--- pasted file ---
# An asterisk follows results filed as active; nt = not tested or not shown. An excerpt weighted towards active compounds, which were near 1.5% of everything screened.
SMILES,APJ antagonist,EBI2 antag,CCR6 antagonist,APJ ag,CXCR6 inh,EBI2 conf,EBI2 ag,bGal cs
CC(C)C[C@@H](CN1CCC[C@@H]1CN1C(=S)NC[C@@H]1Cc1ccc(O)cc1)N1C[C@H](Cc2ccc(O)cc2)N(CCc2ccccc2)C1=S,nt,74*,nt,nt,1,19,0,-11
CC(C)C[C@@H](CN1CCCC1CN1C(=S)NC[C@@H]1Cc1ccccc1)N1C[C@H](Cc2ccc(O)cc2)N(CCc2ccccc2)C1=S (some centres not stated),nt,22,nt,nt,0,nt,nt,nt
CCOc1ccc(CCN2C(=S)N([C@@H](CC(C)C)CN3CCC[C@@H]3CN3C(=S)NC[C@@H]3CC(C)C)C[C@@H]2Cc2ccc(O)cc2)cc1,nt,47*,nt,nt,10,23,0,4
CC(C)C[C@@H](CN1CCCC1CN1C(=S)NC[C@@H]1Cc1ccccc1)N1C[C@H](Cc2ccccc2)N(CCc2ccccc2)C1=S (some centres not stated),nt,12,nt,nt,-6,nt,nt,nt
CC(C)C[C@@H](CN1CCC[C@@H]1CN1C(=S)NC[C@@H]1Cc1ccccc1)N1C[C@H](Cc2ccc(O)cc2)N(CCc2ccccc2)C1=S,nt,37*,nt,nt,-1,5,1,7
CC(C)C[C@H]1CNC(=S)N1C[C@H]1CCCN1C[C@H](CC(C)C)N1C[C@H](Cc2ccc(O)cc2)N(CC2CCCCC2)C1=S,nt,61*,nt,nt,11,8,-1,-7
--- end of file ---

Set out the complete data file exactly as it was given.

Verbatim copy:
# An asterisk follows results filed as active; nt = not tested or not shown. An excerpt weighted towards active compounds, which were near 1.5% of everything screened.
SMILES,APJ antagonist,EBI2 antag,CCR6 antagonist,APJ ag,CXCR6 inh,EBI2 conf,EBI2 ag,bGal cs
CC(C)C[C@@H](CN1CCC[C@@H]1CN1C(=S)NC[C@@H]1Cc1ccc(O)cc1)N1C[C@H](Cc2ccc(O)cc2)N(CCc2ccccc2)C1=S,nt,74*,nt,nt,1,19,0,-11
CC(C)C[C@@H](CN1CCCC1CN1C(=S)NC[C@@H]1Cc1ccccc1)N1C[C@H](Cc2ccc(O)cc2)N(CCc2ccccc2)C1=S (some centres not stated),nt,22,nt,nt,0,nt,nt,nt
CCOc1ccc(CCN2C(=S)N([C@@H](CC(C)C)CN3CCC[C@@H]3CN3C(=S)NC[C@@H]3CC(C)C)C[C@@H]2Cc2ccc(O)cc2)cc1,nt,47*,nt,nt,10,23,0,4
CC(C)C[C@@H](CN1CCCC1CN1C(=S)NC[C@@H]1Cc1ccccc1)N1C[C@H](Cc2ccccc2)N(CCc2ccccc2)C1=S (some centres not stated),nt,12,nt,nt,-6,nt,nt,nt
CC(C)C[C@@H](CN1CCC[C@@H]1CN1C(=S)NC[C@@H]1Cc1ccccc1)N1C[C@H](Cc2ccc(O)cc2)N(CCc2ccccc2)C1=S,nt,37*,nt,nt,-1,5,1,7
CC(C)C[C@H]1CNC(=S)N1C[C@H]1CCCN1C[C@H](CC(C)C)N1C[C@H](Cc2ccc(O)cc2)N(CC2CCCCC2)C1=S,nt,61*,nt,nt,11,8,-1,-7